Over the last few years pressures from other areas – particularly foreign relations and dealing with the outside world – have led to there being less of a focus on Freemasonry at home and in our overseas Districts and Groups, but the Grand Secretary sees the strengthening of ties between the centre and the Metropolitan, Provincial and District Grand Lodges as his first and ongoing task.

'I am very much looking forward to the end of April when I shall have the good opportunity of informally meeting the Metropolitan, Provincial and District Grand Masters when they attend the Pro Grand Master’s business meeting.

'As a Deputy Grand Director of Ceremonies I have had the privilege of visiting a number of Provinces as part of the Grand Lodge team for the installation of a new Provincial Grand Master or Grand Superintendent and have begun to get a feel for how a Province works.

'Equally, I look forward, with my senior management team, to my first meeting with the Provincial and District Grand Secretaries and Scribes E when we get together on the morning of the Annual Investiture. Later in the year I shall be accompanying the Pro Grand Master when he meets the Provinces in groups for more detailed discussions.

'I sincerely hope – if invited – that over a period I shall be able to attend the annual meetings of the Metropolitan and Provincial Grand Lodges. Communication is of vital importance and should be a two-way process from which we can all learn and benefit the Craft as a whole.

'The same thoughts apply to our Districts, Groups and Lodges overseas, though there is the additional dimension of distance involved. However, just as with groups at home, communication is the key. With the ease of today’s electronic communications I believe that ‘distance’ should not be a problem in providing a high quality of service from the centre.

'Thought is being given as to how we can increase personal contact, possibly by once again meeting Districts in groups as was done a number of years ago, and of striking a balance between visits to our own people overseas and those to foreign Grand Lodges and major international Masonic gatherings.

Published in UGLE

With Grand Lodge agreeing the resolution empowering the Grand Master to appoint a Grand Chancellor to oversee Grand Lodge’s Masonic external relations, the role of the Grand Secretary has been freed up to enable him to concentrate primarily on the huge task of administering the Craft and the Royal Arch both at home and in our Districts, Lodges and Chapters overseas.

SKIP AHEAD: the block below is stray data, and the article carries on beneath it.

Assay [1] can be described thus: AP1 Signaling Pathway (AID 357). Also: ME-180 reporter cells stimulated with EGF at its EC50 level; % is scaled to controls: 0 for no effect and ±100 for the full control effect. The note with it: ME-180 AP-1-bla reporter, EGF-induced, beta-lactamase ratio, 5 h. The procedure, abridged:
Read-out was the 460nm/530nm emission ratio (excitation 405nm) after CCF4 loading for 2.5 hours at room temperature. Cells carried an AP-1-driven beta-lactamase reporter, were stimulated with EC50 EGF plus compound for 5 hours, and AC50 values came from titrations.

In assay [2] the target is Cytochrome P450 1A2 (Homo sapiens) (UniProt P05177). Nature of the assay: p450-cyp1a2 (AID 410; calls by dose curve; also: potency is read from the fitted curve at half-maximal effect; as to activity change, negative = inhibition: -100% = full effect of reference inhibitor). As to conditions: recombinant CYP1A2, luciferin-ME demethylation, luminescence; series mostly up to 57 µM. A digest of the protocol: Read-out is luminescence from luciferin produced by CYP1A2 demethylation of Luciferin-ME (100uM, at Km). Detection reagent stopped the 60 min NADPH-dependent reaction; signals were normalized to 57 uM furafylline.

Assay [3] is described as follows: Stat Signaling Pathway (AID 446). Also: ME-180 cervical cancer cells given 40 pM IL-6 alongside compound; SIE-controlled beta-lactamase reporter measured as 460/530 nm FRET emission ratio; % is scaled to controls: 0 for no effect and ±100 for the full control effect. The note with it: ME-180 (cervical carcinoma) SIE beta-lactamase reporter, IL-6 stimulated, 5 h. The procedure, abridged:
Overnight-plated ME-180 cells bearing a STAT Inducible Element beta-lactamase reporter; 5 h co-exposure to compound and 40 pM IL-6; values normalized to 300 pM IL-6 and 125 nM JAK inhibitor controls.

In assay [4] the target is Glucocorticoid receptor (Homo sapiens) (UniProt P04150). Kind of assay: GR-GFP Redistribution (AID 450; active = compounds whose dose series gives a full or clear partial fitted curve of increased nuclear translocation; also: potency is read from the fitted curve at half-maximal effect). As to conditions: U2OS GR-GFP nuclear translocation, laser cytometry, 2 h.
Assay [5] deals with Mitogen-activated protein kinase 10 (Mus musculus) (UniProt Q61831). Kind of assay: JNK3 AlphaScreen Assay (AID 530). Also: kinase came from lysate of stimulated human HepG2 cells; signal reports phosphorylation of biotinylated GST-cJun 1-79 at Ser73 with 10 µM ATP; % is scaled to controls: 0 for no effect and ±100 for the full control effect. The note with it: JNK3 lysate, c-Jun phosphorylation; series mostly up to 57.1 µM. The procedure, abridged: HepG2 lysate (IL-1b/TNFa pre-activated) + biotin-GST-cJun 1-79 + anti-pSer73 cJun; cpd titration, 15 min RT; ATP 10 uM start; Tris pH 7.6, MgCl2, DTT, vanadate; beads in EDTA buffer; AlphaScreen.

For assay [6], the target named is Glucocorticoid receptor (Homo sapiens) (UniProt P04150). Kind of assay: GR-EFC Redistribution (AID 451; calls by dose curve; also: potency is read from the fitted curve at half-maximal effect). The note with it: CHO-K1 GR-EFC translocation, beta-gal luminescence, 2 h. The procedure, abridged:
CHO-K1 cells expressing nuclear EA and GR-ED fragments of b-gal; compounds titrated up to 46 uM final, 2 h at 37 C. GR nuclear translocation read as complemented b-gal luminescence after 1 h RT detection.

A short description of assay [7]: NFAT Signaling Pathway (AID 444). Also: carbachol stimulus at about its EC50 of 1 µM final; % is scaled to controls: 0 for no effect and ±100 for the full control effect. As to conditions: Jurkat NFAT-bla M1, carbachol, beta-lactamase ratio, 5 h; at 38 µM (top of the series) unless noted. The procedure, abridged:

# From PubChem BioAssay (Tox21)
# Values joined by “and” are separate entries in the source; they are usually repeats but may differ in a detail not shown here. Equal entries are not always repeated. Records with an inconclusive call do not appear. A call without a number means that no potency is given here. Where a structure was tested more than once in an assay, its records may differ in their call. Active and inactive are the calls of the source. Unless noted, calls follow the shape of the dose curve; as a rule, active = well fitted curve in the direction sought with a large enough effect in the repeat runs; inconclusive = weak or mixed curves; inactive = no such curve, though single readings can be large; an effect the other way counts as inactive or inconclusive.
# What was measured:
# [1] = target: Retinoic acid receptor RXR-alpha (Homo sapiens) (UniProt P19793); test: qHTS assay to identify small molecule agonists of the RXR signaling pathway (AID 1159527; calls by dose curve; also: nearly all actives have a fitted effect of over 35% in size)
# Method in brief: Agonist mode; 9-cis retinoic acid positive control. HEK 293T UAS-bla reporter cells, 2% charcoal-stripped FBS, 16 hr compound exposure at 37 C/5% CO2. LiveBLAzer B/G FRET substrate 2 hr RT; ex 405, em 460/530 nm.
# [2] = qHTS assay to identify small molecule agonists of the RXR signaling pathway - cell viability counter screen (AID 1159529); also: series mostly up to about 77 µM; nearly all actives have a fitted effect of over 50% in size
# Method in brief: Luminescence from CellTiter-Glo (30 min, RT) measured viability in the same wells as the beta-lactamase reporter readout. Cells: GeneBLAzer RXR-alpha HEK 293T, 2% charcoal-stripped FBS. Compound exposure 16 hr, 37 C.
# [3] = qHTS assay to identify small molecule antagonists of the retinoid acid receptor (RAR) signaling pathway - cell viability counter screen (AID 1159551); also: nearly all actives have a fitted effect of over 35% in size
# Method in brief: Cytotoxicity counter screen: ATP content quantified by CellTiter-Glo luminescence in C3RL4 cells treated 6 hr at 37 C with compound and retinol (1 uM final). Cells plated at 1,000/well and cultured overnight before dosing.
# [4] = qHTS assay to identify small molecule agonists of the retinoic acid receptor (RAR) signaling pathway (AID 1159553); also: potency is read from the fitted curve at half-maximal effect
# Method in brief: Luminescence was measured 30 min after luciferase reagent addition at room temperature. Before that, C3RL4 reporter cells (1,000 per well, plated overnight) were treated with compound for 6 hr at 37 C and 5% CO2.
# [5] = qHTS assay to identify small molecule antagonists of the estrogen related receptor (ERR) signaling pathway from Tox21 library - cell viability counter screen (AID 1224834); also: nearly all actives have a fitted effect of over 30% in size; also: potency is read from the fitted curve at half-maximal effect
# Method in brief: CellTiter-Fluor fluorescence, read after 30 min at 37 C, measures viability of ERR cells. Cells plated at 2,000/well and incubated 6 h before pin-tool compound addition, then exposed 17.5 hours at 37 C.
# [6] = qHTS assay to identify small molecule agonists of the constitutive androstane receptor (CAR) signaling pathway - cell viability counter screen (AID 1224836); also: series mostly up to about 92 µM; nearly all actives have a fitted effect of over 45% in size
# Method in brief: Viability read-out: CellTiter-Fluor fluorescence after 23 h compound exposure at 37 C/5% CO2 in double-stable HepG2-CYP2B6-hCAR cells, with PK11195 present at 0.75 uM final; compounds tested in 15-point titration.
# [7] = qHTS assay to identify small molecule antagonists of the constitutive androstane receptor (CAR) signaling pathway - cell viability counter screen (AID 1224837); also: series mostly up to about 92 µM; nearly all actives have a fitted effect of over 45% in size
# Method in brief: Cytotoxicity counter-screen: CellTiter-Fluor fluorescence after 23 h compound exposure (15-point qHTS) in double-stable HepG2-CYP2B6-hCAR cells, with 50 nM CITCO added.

With the central administration for over 283,000 brethren in 8,357 Lodges (of which 792 are overseas) organised in 47 Provinces, 33 Districts and five Groups under Grand Inspectors to oversee, to say nothing of the organising of Grand Lodge meetings and those of the Board of General Purposes, Strategic Working Party, ad hoc and permanent committees (and their equivalents in the Royal Arch) as well as organising and co-ordinating the paperwork for each, ensuring that the Rulers and Board members are properly briefed on all topics of the day, and dealing with questions from Metropolitan, Provincial and District Grand Masters and their secretaries, the Grand Secretary’s role is no sinecure!

Nigel Brown, appointed Grand Secretary from 1st February, brings a wealth of professional and Masonic experience to his new office. Born in Lusaka, in what was then Northern Rhodesia, he was educated in Southern Rhodesia before entering the Royal Military Academy at Sandhurst, from which he was commissioned into the Grenadier Guards in which he served for ten years, retiring as a Captain.

Then followed 15 years in senior management in which he earned a high reputation for his administrative and planning skills and attention to detail, leading to his setting up a consultancy advising clients on winning competitive global tenders.

Although not the first in his family to be involved in Freemasonry, it was through his Service connections that he entered the Craft, being initiated in the Household Brigade Lodge No. 2614 in 1985. After being Master, he continued to serve the Lodge as Director of Ceremonies, Charity Steward and, currently, Secretary.

He has also been active in Prince of Wales’s Lodge No. 259 and other Lodges and Chapters. His liking for ritual and ceremonial brought him to the attention of the Grand Director of Ceremonies and his appointment in April 2005 as a Deputy Grand Director of Ceremonies.

The GDC and his Deputies are key players in serving the Grand Master and the Rulers, and in maintaining the high reputation that the United Grand Lodge of England has in the Masonic world for the excellence of its ceremonial at Grand Lodge and other major Masonic gatherings.

The new Grand Secretary sees close co-operation between the centre and the Metropolitan, Provincial and District authorities as being vitally important to the good administration of the Craft and Royal Arch.